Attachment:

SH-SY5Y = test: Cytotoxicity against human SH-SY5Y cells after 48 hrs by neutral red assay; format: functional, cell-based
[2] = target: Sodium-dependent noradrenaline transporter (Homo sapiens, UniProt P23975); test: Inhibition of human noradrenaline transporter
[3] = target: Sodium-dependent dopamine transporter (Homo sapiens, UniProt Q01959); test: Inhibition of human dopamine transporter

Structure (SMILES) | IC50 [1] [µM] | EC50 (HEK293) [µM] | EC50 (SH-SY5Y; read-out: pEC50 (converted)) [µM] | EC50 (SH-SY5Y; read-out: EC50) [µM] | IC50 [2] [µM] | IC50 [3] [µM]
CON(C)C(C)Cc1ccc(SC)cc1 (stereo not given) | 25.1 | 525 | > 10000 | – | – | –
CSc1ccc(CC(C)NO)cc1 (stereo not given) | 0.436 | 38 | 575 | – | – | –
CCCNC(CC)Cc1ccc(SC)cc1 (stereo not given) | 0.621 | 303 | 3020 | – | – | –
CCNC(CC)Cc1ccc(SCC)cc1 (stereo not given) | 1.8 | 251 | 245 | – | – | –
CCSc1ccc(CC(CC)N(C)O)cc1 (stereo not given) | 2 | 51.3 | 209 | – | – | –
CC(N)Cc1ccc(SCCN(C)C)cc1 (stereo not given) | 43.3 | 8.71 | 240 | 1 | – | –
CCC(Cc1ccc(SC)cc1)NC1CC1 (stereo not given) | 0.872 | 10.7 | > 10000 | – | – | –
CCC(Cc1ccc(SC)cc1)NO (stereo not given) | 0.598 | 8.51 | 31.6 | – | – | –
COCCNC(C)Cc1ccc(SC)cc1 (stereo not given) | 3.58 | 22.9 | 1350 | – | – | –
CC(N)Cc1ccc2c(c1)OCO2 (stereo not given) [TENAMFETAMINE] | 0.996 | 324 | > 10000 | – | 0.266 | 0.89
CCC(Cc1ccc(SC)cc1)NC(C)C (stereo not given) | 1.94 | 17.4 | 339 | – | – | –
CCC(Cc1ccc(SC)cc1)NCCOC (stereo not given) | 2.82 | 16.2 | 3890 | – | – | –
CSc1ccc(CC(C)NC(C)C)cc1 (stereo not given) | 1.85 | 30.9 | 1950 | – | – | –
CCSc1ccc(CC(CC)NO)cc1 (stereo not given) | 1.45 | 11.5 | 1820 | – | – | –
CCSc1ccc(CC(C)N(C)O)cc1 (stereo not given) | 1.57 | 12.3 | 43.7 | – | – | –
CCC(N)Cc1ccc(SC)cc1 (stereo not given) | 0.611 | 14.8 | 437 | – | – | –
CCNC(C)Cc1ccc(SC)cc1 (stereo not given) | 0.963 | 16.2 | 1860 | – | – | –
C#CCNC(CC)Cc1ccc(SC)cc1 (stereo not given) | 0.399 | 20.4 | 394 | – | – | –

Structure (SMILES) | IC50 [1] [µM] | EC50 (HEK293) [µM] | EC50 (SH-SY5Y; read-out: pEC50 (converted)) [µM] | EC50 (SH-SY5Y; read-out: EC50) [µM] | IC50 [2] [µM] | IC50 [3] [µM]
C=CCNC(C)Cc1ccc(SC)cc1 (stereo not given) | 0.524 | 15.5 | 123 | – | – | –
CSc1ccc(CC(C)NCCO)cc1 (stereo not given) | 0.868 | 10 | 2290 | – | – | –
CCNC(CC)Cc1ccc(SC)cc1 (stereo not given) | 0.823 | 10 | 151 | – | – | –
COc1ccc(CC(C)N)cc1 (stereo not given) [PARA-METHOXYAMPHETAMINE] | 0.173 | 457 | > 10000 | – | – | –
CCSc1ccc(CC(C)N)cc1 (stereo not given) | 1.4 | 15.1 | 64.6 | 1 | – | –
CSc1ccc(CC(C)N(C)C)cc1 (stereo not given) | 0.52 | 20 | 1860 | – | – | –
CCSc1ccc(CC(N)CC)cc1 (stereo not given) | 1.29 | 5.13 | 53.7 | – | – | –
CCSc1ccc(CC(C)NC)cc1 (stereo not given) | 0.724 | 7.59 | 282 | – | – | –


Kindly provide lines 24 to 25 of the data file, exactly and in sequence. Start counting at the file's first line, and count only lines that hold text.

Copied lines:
C=CCNC(C)Cc1ccc(SC)cc1 (stereo not given) | 0.524 | 15.5 | 123 | – | – | –
CSc1ccc(CC(C)NCCO)cc1 (stereo not given) | 0.868 | 10 | 2290 | – | – | –